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[546] [five weeks after the fight] that the number may be increased to 1,600. That is certainly a very lean exhibit of prisoners as the fruit of so decisive a victory; but the fleetness of our soldiers is to be taken into the account. He guesses that our losses will amount to 4,500 in killed, wounded, and prisoners, and adds:
The ordnance and supplies captured include some 281 field-pieces of the best character of arms,2 with over 100 rounds of ammunition for each gun, 37 caissons, 6 forges, 4 battery-wagons, 64 artillery horses, completely equipped, 500,000 rounds of smallarms ammunition, 4,500 sets of accouterments, over 500 muskets, some 9 regimental and garrison flags, with a large number of pistols, knapsacks, swords, canteens, blankets, a large store of axes and intrenching tools, wagons, ambulances, horses, camp and garrison equipage, hospital stores, and some subsistence.

At 7 A. M., of Monday, the 22d, the last of our stragglers and wounded left Centerville, which a Rebel cavalry force was about to enter. But there was no pursuit, and no loss on our part after the battle, but of what our men threw away. Beauregard explains his failure to pursue, after our discomfiture, as follows:

An army which had fought like ours on that day, against uncommon odds, under a July sun, most of the time without water and without food, except a hastily snatched meal at dawn, was not in condition for the toil of an eager, effective pursuit of an enemy immediately after the battle.

On the following day, an unusually heavy and unintermitting fall of rain intervened to obstruct our advance, with reasonable prospect of fruitful results. Added to this, the want of a cavalry force of sufficient numbers made an efficient pursuit a military impossibility.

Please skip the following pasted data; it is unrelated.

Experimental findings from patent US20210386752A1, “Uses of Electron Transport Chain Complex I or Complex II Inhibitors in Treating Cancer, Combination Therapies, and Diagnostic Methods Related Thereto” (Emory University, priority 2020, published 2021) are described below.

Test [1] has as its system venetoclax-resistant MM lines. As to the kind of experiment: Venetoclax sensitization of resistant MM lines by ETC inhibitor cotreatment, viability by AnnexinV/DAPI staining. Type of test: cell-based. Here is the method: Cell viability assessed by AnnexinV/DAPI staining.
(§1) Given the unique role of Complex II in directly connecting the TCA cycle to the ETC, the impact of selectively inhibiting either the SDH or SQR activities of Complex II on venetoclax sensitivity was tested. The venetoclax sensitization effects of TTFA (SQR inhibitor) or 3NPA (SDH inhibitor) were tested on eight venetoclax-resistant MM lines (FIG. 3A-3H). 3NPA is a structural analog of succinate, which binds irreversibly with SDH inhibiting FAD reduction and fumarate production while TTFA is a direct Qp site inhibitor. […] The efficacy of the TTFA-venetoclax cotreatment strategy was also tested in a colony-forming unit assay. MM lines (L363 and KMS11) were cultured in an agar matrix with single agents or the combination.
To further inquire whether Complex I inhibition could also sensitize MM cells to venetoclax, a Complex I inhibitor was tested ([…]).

The forces actually engaged in this celebrated battle, so decisive in its results and so important in its consequences, were probably not far from 25,000 on either side;3 while the combatants actually on the battle-field, or so near it as to be practically at the disposal of the respective commanders,

1 Our reports admit a loss of 17 guns; other accounts make it 22. Beauregard, writing on the 26th of August, should have been able to state the exact number. His statement of the number of muskets taken at “over 500,” including all those dropped by our dead and wounded, proves that tho stories told by excited correspondents and other fugitives, of our men throwing away everything that could impede their flight, were gross exaggerations.

2 Gen. Heintzelman, in his official report of the battle, giving an account of his retreat by the circuitous road on which he had advanced, says:

Having every reason to fear a vigorous pursuit from the enemy's fresh troops, I was desirous of forming a strong rear-guard; but neither the efforts of the officers of the regular army, nor the coolness of the regular troops with me, could induce them to form a single company. We relied entirely for our protection on one section of artillery and a few companies of cavalry. Most of the road was favorable for infantry, but unfavorable for cavalry and artillery. About dusk, as we approached the Warrenton turnpike, we heard a firing of rifled cannon on our right, and learned that the enemy had established a battery enfilading the road. Capt. Arnold, with his section of artillery, attempted to run the gauntlet and reach the bridge over Cub Run, about two miles from Centerville, but found it obstructed with broken vehicles, and was compelled to abandon his pieces, as they were under the fire of these rifled cannon. The cavalry turned to the left, and, after passing through a strip of woods and some fields, struck a road which led them to some camps occupied by our troops in the morning, through which we gained the turnpike. At about 8 P. M., we reached the camps we had occupied in the morning. Had a brigade from the reserve advanced a short distance beyond Centerville, nearly one-third of the artillery lost might have been saved, as it was abandoned at or near this crossing.

These were the only guns lost by us, save those abandoned for want of horses, on the immediate field of conflict.

3 Pollard, in his “Southern History,” says:

Our effective force of all arms ready for action on the field, on the eventful morning, was less than 30,000 men.

This was before the arrival of that portion of Johnston's army led to the field by Kirby Smith, and afterward commanded by Elzey, or the brigade of Early — to say nothing of the reenforcements that were received during the day from the direction of Richmond.

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